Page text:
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Star Spangled Beanie

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Put some LEDs in your BEANIE


With some of our wearable devices; the wearable LEDs and ESP32 Wearable we've made a flashing Beanie. WiFi and Bluetooth compatibility means you can control it with your phone, and for an extra bit of interest, we've patched the wires into the battery compartment on the beanie, so it is all powered by a 3.7V USB-rechargable lithium battery that you can still use as a head torch if needed.

Bill of Materials

Qty Code Description
1 ST3214 Beanie
1 KM1058 Power pad slide switch
1 XC3810 Wearable ESP32 board
1 PT4452 2 Pin JST connector
1 KM1036 Wearable Green LED
1 KM1038 Wearable Red LED
1 WW4100 Conductive steel wire

You will also need to get needles and sewing utensils if you don't have any around, A quick and easy solution is to also use the KM1080.

Bluetooth connectivity

We use bluetooth in this ESP32 program that can be controlled with any SerialBluetooth compatible app. On android, we used the Bluetooth Switches app by yashx. This provides us with a series of buttons that we can use to turn on and off the LED arrays.


Setting up the powerpack

The LED light / powerpack that comes with the ST3214 beanie is a nice little rechargable battery pack. To modify it for this project, we' attached a little power plug out to the ESP32.


To do this, all you have to do is pry the two halves of the case open and access the circuit board inside. We did but unfortunately we broke the clips, so we had to glue it shut pretty well.


Keep an eye out for the polarity of the battery, you can mark this with a permenant marker if you want.

Firstly, remove the battery: use a soldering iron and very carefully remove each tab of the battery. Important to remove only one battery tab at a time, as the battery will always be "live" and should not short out. It's so important that it's worth repeating:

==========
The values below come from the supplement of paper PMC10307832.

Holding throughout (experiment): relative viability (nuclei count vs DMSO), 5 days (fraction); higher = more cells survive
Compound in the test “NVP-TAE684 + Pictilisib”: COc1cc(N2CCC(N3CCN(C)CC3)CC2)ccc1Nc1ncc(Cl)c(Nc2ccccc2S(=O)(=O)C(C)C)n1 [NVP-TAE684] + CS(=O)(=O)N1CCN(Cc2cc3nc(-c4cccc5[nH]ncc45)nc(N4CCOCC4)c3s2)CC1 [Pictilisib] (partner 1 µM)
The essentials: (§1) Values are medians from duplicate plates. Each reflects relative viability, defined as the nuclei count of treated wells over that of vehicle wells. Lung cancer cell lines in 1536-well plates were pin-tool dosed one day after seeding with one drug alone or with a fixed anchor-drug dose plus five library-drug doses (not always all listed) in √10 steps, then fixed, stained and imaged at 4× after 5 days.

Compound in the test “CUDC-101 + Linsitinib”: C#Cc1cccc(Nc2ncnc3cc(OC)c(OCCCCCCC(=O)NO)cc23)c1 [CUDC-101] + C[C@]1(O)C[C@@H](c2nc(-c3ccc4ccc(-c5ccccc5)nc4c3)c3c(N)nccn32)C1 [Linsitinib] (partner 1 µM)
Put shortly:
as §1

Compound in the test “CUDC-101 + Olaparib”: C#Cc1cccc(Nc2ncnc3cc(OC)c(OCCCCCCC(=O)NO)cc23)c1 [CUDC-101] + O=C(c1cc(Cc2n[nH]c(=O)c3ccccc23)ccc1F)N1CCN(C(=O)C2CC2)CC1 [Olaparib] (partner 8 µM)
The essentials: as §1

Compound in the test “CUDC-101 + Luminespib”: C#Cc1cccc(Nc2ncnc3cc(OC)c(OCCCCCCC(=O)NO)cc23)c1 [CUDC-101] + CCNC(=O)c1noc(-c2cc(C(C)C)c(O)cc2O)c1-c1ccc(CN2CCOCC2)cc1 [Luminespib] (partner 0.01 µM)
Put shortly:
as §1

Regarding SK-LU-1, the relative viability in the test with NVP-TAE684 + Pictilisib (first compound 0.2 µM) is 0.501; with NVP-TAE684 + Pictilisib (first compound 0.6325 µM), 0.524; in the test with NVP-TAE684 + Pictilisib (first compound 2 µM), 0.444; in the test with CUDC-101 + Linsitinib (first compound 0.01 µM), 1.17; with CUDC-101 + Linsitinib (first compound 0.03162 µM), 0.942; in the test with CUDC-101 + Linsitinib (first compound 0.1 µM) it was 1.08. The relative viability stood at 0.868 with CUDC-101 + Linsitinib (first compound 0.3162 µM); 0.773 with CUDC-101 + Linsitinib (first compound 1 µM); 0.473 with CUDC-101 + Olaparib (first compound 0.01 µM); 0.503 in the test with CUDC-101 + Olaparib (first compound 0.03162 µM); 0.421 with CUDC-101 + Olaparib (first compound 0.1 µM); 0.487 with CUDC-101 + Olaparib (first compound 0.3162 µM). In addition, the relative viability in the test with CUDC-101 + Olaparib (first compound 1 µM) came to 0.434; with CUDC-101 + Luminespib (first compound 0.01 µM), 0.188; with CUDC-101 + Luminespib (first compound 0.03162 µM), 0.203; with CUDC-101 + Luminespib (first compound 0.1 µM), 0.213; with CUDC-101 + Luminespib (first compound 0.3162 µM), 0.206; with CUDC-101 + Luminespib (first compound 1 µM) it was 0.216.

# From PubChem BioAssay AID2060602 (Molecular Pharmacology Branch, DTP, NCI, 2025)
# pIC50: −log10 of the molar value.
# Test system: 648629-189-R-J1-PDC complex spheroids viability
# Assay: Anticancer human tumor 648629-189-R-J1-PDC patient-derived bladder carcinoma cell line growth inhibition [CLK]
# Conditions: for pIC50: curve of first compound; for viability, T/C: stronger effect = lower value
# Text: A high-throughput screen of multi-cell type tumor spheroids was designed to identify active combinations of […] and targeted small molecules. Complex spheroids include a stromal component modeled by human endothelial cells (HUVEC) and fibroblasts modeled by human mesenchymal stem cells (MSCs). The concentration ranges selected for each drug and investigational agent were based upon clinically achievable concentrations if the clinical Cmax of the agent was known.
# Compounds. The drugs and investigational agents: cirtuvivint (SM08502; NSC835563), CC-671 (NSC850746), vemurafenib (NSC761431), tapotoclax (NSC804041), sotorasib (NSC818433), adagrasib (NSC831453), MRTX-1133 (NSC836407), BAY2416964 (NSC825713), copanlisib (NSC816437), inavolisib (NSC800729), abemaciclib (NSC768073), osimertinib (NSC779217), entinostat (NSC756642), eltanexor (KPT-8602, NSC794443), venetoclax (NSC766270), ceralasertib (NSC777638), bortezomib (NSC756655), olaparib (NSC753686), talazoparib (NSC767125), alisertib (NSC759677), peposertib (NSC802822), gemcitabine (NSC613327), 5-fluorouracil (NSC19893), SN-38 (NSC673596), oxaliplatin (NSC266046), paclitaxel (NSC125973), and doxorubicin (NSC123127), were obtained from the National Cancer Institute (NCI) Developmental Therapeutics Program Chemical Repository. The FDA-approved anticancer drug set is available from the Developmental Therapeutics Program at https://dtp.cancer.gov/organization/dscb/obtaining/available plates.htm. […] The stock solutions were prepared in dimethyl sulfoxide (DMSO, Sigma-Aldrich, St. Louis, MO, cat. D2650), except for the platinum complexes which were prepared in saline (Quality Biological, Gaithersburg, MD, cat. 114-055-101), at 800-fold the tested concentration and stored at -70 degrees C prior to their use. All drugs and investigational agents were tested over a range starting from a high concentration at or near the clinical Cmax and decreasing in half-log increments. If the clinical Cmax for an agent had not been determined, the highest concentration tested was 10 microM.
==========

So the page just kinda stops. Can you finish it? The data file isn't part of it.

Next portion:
Remove only one battery tab at a time, until the battery is completely removed. Do not short the battery terminals.

Once the battery is removed, you can drill out a little bit behind the battery to poke two wires out. We used WH3032 as solid core wires as well, as they provide a bit of structure to the entire build.

circuit Solder the battery terminals back in place, matching the same polarity as before. and attach the wires that are poking through, so you have access to the battery from the outside of the case.

The added benefit of pulling apart the battery pack is that you can remove the silver plate that sits around the LEDs, which allows the little recharge light to show through.


Once you're finished and the wires are all connected, connect back up the battery pack, using some superglue if you need to keep it together.

Do not short-circuit the two battery leads. but connect up the PT4452 connector

Setting up the power switch

Use some solder to make the connections as shown:


We want the connections to be solid and secure for the entirety of the project, so we will use proper solder connections. Be sure to leave enough room to place the ESP where you want it to be. We put it right next to the cutout for the LED powerpack, with the switch just above the cutout.


Sewing the beanie

Once you have the beanie and the sewing kit, it's just some simple circuits that you connect up by stitching up with the steel thread.

The "diagram" is simple:

connecting up the leds